During the war years competition halted at Gulf Stream Polo, but the club’s stables were put to good use. The Shore Patrol housed their horses to patrol and protect the beach front against possible invasion.
In 1946, Stewart “Mr. Polo” Iglehart, George Oliver and Michael Phipps revived polo play at the fields. Once again, polo matches became a weekend spectator sport even more popular than the 1930s. Every Sunday thousands flocked to watch the world’s finest players. Mike Phipps would arrive in his boat-plane; Laddie and Mary Sanford motored down from Las Incas in their Rolls-Royce station wagon; Robert and Anita Young shared box seats with their prized house guests, the Duke and Duchess of Windsor.
In December 1954 a Palm Beach Polo Club was set up in West Palm Beach on Military trail with fields on Congress Avenue. The same year the first Polo Ball was held at the Boca Raton Hotel where more than 1,000 guests, including the Duke and Duchess of Windsor, arrived by “yacht, train, car, blimp and helicopter.” Next to the ballroom, a tack room and stable were recreated where six polo ponies awaited the Queen of the Polo Ball, who led the grand march into the ballroom riding one of the ponies.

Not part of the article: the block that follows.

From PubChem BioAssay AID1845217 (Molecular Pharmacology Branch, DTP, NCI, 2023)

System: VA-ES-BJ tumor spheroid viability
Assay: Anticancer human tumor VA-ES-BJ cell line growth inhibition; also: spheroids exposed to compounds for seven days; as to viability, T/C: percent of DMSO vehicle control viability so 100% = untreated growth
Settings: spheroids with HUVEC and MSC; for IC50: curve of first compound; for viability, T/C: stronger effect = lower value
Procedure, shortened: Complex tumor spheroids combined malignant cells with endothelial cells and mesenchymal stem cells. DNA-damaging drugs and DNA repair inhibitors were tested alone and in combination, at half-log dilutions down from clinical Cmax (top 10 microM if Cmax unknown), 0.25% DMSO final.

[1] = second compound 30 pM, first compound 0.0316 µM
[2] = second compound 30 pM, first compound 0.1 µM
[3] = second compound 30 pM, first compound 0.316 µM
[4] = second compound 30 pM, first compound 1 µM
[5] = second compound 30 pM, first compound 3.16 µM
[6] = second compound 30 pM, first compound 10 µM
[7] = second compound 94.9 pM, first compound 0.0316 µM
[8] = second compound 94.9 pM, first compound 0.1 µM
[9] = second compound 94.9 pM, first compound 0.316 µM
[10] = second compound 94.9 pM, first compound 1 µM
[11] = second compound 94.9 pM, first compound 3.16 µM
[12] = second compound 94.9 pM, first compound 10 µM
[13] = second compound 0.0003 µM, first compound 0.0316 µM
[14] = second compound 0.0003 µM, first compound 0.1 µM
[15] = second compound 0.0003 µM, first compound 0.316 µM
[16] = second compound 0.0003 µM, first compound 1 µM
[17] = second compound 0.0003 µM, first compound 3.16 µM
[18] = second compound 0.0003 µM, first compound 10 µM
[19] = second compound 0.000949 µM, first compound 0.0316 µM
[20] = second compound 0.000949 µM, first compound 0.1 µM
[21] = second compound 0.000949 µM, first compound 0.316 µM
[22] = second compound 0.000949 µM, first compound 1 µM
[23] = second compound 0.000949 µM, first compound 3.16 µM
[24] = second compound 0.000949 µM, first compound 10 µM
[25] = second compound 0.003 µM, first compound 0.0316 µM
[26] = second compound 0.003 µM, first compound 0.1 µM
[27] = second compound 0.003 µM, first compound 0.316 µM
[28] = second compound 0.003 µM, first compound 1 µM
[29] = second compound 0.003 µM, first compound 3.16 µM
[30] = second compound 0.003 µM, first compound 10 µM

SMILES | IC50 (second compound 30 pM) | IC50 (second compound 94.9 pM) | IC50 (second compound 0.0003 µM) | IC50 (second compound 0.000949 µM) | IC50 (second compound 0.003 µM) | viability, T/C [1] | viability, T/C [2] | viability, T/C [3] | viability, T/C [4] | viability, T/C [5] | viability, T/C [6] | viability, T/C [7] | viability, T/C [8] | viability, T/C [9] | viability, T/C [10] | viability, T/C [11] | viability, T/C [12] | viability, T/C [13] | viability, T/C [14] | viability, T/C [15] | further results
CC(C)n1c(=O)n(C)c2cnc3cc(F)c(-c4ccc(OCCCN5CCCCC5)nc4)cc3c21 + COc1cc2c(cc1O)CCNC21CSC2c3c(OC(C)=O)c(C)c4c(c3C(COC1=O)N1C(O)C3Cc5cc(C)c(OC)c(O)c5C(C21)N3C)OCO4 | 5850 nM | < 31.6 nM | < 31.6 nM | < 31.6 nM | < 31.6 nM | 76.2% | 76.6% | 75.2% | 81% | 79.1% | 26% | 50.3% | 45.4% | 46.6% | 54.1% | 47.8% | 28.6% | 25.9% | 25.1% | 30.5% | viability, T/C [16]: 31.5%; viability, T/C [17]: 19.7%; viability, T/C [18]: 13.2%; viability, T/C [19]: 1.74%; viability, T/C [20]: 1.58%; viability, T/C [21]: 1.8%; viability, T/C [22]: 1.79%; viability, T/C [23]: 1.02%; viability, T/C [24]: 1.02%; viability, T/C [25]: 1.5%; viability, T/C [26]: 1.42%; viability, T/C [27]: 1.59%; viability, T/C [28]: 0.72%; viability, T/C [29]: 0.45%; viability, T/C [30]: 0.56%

In 1955 the Phipps interests leased the Gulf Stream fields to B.B. “Bert” Beveridge and A.D. “Don” Beveridge from Detroit, whose schedule of matches continued to attract large crowds. In 1964 Gulf Stream Polo merged with Royal Palm Polo in Boca Raton, sponsored by Arvida, former Alcoa president Arthur Vining Davis’ development company.
Afterwards, the existing fields and stables developed into a full-time private school, a subdivision of Bermuda-styled houses, and the Little Club golf course. After 38 seasons, polo at Gulf Stream came to an end in 1964.
In 1965, Philip Iglehart, joined by Noberto Azqueta Sr, Will Farish, Paul Butler, and others who wanted to continue Gulf Stream Polo, purchased land west of Lake Worth, where the current Gulfstream Polo Club is now located. Today there are 25 privately owned properties surrounding the club’s 90+ acres that include playing fields and the club’s barns with stabling for 600 horses.
Along the oceanfront, many of the classic Spanish villas were demolished accommodating more modern mansions and condominiums. Inspired by the Gulf Stream Golf Club, the Town of Gulf Stream’s first building and centerpiece, the houses and estates have conformed to the conservative constraints of the town’s subdued architectural tradition.